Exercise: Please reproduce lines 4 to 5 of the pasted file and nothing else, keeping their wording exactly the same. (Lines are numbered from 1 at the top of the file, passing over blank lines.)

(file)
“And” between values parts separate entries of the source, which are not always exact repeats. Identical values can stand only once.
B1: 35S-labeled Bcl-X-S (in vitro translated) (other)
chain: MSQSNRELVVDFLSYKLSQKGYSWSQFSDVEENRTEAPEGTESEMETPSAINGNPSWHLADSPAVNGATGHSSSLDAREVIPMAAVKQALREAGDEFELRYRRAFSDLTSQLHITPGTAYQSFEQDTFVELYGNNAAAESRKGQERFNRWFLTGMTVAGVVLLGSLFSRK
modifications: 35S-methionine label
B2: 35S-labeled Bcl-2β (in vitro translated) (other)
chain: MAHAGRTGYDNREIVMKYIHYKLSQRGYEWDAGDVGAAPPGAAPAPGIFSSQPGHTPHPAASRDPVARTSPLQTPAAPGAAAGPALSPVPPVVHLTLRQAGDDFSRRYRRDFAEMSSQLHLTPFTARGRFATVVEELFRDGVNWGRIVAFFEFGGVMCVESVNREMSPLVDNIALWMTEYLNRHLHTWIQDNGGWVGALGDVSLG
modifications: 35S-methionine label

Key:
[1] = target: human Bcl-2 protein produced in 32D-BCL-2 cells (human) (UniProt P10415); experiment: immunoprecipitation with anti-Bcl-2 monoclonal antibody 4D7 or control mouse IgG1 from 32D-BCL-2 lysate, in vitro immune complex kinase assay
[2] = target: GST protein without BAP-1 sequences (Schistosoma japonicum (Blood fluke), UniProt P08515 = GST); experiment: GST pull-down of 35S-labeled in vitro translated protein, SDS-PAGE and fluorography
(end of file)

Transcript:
modifications: 35S-methionine label
B2: 35S-labeled Bcl-2β (in vitro translated) (other)